With this World Cup, the gap between top ranked teams and low ranked teams dramatically reduced. It isn’t any more about your ranking but how you play to your strengths and understand your opponents. Few examples include Germany losing to Mexico and Korea, Russia beating Spain and Argentina being held by first-time participant Iceland. Technology does play a huge role in bringing this divide between the best and the rest. Introduction of Video Assistant Referee changed the course of some matches. It also matters how each player performs – the assists, the passes, the tackles won among others to make a difference to the team’s overall impact. Knowing which player steps up at the right time can help in effective decision making.

Appreciating key insights and which channels work best for your internal audiences can improve your chances of success with engagement. Internal communicators need to be prepared for disruptions in how the world operates.

Knowing each player’s capacity is important for the success of the team. Players cover about 8-12 km during a match, consisting of 24% walking, 36% jogging, 20% coursing, 11% sprinting, 7% moving backwards and 2% moving whilst in possession of the ball. For example, VO2 is considered as the greatest rate of oxygen consumption measured during strenuous exercise, which increases in capacity and stress intensity, is often used to indicate the aerobic potential of an athlete, especially among soccer players. V- stands for volume and O for oxygen. After a certain point the amount of oxygen needed to continue at a higher degree of performance plateaus. The point where it plateaus is where the individual has reached his or her endurance potential and used as a metric to gauge a person’s ability to succeed in events.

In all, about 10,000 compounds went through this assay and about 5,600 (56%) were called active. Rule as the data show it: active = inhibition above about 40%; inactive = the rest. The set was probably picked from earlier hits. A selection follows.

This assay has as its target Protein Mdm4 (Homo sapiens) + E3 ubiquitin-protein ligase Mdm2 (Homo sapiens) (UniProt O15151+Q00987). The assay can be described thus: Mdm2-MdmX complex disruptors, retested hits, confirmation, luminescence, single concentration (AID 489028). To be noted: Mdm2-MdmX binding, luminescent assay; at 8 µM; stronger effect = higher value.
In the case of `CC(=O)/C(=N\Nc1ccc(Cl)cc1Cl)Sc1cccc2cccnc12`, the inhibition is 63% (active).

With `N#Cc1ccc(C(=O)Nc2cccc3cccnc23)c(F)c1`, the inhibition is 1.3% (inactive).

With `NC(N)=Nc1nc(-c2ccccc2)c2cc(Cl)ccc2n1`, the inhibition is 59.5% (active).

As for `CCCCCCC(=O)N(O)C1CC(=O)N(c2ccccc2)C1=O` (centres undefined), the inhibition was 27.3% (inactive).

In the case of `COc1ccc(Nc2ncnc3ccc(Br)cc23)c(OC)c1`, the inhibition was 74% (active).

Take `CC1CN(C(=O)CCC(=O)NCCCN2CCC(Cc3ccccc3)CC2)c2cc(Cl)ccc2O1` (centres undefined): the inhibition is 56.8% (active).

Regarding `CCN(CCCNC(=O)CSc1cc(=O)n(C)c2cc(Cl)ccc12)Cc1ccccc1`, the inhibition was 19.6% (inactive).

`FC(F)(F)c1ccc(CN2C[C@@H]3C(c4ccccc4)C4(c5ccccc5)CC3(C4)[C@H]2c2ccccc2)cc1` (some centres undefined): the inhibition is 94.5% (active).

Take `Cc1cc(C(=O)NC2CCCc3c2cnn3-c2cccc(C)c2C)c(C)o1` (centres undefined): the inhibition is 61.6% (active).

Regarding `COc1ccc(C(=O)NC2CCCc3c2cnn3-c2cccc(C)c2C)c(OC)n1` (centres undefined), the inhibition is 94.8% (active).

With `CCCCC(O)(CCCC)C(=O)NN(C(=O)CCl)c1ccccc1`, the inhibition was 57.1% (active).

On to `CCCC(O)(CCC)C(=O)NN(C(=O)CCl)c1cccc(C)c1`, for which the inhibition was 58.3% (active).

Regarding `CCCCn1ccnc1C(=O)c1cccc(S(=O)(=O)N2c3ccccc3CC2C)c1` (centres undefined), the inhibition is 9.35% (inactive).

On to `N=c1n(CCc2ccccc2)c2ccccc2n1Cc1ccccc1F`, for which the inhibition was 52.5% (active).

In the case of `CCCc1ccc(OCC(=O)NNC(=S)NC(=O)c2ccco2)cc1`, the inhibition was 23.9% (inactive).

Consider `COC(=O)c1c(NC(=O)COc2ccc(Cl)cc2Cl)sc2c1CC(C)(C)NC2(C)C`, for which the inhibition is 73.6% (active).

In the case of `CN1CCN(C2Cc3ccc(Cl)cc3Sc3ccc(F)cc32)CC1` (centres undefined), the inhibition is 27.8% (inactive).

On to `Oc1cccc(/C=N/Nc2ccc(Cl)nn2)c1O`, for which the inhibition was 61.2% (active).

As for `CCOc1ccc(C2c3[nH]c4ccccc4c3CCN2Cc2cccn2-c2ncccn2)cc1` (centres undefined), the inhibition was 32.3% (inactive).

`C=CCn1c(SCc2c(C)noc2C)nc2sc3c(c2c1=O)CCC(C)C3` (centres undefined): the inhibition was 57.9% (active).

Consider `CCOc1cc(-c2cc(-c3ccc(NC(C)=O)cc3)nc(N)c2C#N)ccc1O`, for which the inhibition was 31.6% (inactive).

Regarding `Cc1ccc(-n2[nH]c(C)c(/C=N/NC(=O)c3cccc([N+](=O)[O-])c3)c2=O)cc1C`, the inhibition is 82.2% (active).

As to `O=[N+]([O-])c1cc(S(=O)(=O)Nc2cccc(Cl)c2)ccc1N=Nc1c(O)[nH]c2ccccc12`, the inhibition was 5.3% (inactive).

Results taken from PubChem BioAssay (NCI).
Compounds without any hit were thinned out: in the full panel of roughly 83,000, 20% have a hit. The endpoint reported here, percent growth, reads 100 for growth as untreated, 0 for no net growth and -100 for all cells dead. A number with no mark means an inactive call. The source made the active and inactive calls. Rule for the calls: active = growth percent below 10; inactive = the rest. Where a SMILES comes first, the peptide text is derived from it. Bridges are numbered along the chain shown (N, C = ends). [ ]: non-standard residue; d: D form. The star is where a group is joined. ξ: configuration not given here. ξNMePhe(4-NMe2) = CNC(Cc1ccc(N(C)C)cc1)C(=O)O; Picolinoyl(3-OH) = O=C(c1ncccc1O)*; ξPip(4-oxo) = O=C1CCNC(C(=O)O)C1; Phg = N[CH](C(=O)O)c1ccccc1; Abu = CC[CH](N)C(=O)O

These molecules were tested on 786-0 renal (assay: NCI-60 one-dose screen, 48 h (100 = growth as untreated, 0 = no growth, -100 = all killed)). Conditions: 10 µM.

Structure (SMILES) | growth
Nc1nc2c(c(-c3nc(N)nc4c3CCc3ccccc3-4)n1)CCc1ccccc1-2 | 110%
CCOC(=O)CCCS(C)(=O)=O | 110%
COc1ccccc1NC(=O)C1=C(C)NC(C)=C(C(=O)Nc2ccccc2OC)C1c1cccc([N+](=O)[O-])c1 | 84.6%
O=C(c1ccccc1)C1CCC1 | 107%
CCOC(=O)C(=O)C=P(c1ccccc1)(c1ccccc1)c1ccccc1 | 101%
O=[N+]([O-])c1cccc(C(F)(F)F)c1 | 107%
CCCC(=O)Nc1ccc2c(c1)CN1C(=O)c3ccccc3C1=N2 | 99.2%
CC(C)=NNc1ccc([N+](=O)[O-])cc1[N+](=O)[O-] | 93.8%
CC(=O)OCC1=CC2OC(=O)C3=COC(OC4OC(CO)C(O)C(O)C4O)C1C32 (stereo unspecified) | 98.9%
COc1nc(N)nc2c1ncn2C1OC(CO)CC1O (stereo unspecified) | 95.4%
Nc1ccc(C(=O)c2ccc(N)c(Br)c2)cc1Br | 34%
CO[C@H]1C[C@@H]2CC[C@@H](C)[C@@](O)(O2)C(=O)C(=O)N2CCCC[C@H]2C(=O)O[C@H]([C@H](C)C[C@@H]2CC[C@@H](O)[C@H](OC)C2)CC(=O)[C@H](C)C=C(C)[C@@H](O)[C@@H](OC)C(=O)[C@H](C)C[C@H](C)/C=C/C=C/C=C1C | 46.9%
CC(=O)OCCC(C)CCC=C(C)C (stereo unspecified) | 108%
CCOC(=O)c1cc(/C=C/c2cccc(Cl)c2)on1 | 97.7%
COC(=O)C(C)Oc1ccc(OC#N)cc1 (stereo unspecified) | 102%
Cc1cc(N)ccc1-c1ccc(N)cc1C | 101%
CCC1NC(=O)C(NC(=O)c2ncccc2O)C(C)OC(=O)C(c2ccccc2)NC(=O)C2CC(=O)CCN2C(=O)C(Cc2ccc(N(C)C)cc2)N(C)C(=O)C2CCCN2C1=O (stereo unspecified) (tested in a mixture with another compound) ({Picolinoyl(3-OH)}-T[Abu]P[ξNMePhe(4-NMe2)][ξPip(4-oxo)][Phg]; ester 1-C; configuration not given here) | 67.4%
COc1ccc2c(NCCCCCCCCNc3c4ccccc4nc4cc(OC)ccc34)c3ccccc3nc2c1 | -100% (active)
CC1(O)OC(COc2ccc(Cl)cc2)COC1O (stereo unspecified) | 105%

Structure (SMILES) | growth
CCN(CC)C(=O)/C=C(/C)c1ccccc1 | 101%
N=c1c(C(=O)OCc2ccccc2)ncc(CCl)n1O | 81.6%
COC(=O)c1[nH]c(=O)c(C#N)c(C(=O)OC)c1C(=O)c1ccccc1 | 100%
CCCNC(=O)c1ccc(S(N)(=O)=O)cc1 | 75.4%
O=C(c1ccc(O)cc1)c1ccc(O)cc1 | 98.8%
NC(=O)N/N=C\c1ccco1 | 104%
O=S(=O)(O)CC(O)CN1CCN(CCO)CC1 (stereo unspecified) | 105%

Like soccer, internal communication is a team sport. How individuals pull their weight can determine the collective success or failure of the organization. Each role sets clear expectations of the individual – be it thinking strategically, business partnering, creatively delivering a plan and managing crises.

Every major tournament is a huge brand building opportunity or risk (as some will see it) for the host country. It can make or break a nation. While the expectations from Russian fans of their own national team was low, the performance and progress they made in the matches garnered respect. The tournament also received good feedback in terms of the infrastructure, facilities for teams and the overall experience. It also provides opportunities for other nations to prove their worth, on and off the field. One country that did delight the world was Japan. The Japanese team and fans endeared themselves through their actions. Not only did they give eventual semi-finalist Belgium a scare, they cleaned up their dressing room after their loss and left a thank you note! Their fans cleaned up after themselves in the stadiums where their team played. What a wonderful showcase of a country’s culture and values.

Demonstrate your team’s character by leaving behind a legacy of great work and commitment. Nothing can beat when agreed values are lived through authentic actions.

Last but not least, fair play has always been important in any sport. For the first time ever two teams were differentiated by the number of yellow cards they collected helping to make a decision on who progresses into the next round. Japan made it at the expense of Senegal.Some of you may have also seen a video from the past going around as a Whatsapp message. It showed how Denmark let go of a penalty when Iran’s player has mistakenly picked the ball up when he heard a whistle in the stands. Interesting to see how fair play and sportsmanship continues to be in the consciousness of people despite other issues that threaten to mar the game’s image.

If there are any doubts about how to behave or communicate, go back to the basics – reference it against the organization’s values and ask if the messages are aligned or not. You will most often find your answer.

Interested to hear your insights from the 2018 World Cup. Do share them here.